Posted at 8:15, Tuesday, February 22, 2011
Tuckerman Ravine has MODERATE and LOW avalanche danger. The Chute, Center Bowl, Lip, Sluice and Right Gully have Moderate avalanche danger. Natural avalanches are unlikely and human triggered avalanches are possible. Hillman’s Highway, Left Gully, Lobster Claw, Lower Snowfields and the Little Headwall have Low avalanche danger. Natural and human triggered avalanches are unlikely. Isolated terrain features may hold pockets of instability in these areas.
Huntington Ravine has LOW avalanche danger. Natural and human triggered avalanches are unlikely except in isolated terrain features.
Canadian high pressure settled into the region last night and this morning we’re treated to bluebird skies and excellent visibility. Yesterday’s winds stayed fairly constant at 45-65mph (72-107kph) as they made the shift from the WNW to the NNW. The observers at the summit recorded blowing snow during every hourly observation until just after midnight when the winds made the move to the N and decreased slightly in speed. Fueling this wind transport was 0.8″ (2cm) of snow that fell early yesterday morning and then light snow showers that persisted through much of yesterday but left little more than a trace. Despite the lean amount available for transport, areas in the direct lee of the wrapping winds developed new windslab in protected locations. These new slabs are thin in most areas but still noteworthy. In the Lip wind-deposited snow has completely obscured the crown line that was visible Sunday afternoon. Other fracture lines from the last avalanche cycle are still visible such as the one in the Chute and another on the climber’s right side of the Center Bowl. Diminished concerns for natural activity have allowed some areas to drop a rating from where they were yesterday but a range of conditions still exists within each hazard rating. I would consider the Chute and Right Gully to be on the lower end of the Moderate rating while the Lip and the Sluice are on the upper end. The Sluice looks exceptionally smooth compared to other areas and its slopes provide some of the best protection for NNW winds. In my opinion it is the area of most concern today but also the one with the most allure. Don’t get sucked in!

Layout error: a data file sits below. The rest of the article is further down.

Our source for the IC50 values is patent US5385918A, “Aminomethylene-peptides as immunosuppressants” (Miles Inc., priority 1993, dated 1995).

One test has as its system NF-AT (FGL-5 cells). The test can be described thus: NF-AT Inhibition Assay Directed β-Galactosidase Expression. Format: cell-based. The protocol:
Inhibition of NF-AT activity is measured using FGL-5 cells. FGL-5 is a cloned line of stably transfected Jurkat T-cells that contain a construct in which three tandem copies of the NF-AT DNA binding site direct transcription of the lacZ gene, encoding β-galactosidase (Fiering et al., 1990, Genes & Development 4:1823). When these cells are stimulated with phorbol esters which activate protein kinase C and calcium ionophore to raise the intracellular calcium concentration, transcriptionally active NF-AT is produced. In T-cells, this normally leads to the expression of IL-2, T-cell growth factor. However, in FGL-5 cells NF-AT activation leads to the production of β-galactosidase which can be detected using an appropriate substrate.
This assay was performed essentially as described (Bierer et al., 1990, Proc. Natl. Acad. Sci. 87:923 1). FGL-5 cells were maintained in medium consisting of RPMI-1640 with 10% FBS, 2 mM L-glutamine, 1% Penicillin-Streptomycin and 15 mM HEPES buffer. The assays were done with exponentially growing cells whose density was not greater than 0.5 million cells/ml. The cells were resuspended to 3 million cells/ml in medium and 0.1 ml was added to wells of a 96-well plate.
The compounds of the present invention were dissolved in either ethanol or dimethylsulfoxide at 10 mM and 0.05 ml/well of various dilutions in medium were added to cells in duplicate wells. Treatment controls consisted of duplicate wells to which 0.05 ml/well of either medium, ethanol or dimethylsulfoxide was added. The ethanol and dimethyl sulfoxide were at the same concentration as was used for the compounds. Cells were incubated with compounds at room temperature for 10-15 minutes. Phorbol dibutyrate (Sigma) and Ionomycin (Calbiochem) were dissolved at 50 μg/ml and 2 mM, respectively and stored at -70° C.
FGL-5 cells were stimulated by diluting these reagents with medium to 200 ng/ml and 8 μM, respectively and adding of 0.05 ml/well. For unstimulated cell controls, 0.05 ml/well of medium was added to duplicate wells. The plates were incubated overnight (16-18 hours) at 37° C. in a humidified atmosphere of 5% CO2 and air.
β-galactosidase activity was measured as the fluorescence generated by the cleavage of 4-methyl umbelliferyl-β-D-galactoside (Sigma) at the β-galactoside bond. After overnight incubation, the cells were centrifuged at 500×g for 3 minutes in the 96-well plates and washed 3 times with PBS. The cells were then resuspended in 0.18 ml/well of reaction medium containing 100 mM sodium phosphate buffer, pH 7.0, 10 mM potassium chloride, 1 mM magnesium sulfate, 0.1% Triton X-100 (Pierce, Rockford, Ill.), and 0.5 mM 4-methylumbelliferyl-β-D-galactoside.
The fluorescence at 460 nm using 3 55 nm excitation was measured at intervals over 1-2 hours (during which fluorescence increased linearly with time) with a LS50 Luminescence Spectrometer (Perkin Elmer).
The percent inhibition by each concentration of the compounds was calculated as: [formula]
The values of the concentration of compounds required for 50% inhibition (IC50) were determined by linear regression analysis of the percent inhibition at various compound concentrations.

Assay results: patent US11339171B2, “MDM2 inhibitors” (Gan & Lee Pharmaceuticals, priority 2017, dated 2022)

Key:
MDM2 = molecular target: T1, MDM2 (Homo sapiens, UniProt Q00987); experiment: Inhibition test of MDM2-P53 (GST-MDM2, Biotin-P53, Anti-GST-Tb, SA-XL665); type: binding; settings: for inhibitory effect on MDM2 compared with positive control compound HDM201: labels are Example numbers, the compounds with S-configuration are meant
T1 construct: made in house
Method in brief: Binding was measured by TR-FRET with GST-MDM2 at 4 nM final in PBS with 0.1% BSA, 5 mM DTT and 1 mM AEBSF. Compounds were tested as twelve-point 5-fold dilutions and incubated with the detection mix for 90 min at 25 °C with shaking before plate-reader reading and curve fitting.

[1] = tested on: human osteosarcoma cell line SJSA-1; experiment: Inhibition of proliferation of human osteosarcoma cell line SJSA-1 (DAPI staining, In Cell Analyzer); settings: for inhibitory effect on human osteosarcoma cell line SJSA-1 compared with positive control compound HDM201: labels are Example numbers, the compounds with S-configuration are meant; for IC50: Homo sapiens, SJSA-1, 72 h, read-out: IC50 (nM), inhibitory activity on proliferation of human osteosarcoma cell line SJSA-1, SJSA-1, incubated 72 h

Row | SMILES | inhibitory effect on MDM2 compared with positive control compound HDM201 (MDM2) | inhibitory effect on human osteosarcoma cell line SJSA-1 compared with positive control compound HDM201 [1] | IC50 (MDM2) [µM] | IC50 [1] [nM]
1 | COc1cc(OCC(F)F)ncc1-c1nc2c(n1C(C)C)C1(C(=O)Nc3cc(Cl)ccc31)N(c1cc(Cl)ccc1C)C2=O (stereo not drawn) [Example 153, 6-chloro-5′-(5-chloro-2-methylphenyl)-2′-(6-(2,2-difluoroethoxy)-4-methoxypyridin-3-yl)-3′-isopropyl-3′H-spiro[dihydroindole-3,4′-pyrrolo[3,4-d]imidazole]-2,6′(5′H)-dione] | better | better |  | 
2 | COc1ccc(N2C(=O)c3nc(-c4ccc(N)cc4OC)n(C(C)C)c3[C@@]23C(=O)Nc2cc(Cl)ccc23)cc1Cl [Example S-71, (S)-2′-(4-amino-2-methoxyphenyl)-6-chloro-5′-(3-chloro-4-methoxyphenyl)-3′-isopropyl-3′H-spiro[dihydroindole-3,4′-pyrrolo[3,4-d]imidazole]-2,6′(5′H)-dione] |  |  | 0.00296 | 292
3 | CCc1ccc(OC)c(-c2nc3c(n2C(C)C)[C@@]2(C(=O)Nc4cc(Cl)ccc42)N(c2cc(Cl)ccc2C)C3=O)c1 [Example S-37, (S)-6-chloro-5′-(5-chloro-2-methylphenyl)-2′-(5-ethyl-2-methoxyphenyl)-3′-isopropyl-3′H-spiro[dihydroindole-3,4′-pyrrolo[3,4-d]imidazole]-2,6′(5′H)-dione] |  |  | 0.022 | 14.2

The temperatures yesterday were downright frigid and we saw lots of chilly visitors trying to make the most of the holiday. After a drop to -17F (-27C) at the summit last night we’ll see some rebound today with highs in the upper single digits (F). Tomorrow will get even a little warmer but for now it’s still puffy jacket time. The snowpack is rooting for warmer weather as well because temperatures like these are not conducive to the sintering of snow crystals and the formation of bonds that are necessary for stabilization. Until the mercury pushes a little higher the instabilities and associated potential energy in the snowpack will persist and buried crust layers will continue to inhibit vapor transport and the move toward an isothermic state. I’m not lobbying for a spring corn cycle quite yet but a day slightly above freezing would be really nice!
- Safe travel in avalanche terrain requires training and experience. This advisory is just one tool to help you make your own decisions in avalanche terrain. You control your own risk by choosing where, when, and how you travel.
- Anticipate a changing avalanche danger when actual weather differs from the higher summits forecast. For more information contact the Forest Service Snow Rangers, the AMC at the Pinkham Notch Visitor Center, or the caretakers at Hermit Lake Shelters or the Harvard Cabin.
- This advisory expires at midnight. A new advisory will be issued tomorrow.
Justin Preisendorfer, Snow Ranger
USDA Forest Service
White Mountain National Forest
(603) 466-2713 TTY (603) 466-2856